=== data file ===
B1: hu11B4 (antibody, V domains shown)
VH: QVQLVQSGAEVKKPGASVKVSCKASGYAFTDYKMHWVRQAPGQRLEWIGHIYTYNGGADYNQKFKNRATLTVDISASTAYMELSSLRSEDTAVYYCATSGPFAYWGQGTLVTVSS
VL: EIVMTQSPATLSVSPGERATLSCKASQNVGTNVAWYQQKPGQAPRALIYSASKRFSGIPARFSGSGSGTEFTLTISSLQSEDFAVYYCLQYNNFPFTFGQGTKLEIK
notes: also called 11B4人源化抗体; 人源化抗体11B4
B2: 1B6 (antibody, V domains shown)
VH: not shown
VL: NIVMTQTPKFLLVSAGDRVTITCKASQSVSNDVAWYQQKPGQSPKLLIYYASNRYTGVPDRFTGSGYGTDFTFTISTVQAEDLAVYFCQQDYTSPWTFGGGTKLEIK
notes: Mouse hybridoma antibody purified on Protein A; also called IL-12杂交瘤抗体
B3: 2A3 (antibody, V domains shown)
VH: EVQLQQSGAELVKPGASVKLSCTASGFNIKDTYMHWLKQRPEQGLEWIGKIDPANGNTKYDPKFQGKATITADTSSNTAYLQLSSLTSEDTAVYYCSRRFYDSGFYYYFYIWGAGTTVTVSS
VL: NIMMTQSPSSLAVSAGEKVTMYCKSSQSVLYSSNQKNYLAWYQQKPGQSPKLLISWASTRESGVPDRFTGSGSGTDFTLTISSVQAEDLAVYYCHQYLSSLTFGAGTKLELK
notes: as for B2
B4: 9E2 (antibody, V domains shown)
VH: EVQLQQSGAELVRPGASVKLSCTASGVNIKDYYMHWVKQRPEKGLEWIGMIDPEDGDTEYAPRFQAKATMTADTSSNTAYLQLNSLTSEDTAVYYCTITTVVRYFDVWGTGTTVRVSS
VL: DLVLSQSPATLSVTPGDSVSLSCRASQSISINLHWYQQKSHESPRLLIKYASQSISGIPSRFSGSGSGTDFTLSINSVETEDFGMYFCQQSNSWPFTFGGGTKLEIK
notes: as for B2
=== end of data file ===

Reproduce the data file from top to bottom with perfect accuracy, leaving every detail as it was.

B1: hu11B4 (antibody, V domains shown)
VH: QVQLVQSGAEVKKPGASVKVSCKASGYAFTDYKMHWVRQAPGQRLEWIGHIYTYNGGADYNQKFKNRATLTVDISASTAYMELSSLRSEDTAVYYCATSGPFAYWGQGTLVTVSS
VL: EIVMTQSPATLSVSPGERATLSCKASQNVGTNVAWYQQKPGQAPRALIYSASKRFSGIPARFSGSGSGTEFTLTISSLQSEDFAVYYCLQYNNFPFTFGQGTKLEIK
notes: also called 11B4人源化抗体; 人源化抗体11B4
B2: 1B6 (antibody, V domains shown)
VH: not shown
VL: NIVMTQTPKFLLVSAGDRVTITCKASQSVSNDVAWYQQKPGQSPKLLIYYASNRYTGVPDRFTGSGYGTDFTFTISTVQAEDLAVYFCQQDYTSPWTFGGGTKLEIK
notes: Mouse hybridoma antibody purified on Protein A; also called IL-12杂交瘤抗体
B3: 2A3 (antibody, V domains shown)
VH: EVQLQQSGAELVKPGASVKLSCTASGFNIKDTYMHWLKQRPEQGLEWIGKIDPANGNTKYDPKFQGKATITADTSSNTAYLQLSSLTSEDTAVYYCSRRFYDSGFYYYFYIWGAGTTVTVSS
VL: NIMMTQSPSSLAVSAGEKVTMYCKSSQSVLYSSNQKNYLAWYQQKPGQSPKLLISWASTRESGVPDRFTGSGSGTDFTLTISSVQAEDLAVYYCHQYLSSLTFGAGTKLELK
notes: as for B2
B4: 9E2 (antibody, V domains shown)
VH: EVQLQQSGAELVRPGASVKLSCTASGVNIKDYYMHWVKQRPEKGLEWIGMIDPEDGDTEYAPRFQAKATMTADTSSNTAYLQLNSLTSEDTAVYYCTITTVVRYFDVWGTGTTVRVSS
VL: DLVLSQSPATLSVTPGDSVSLSCRASQSISINLHWYQQKSHESPRLLIKYASQSISGIPSRFSGSGSGTDFTLSINSVETEDFGMYFCQQSNSWPFTFGGGTKLEIK
notes: as for B2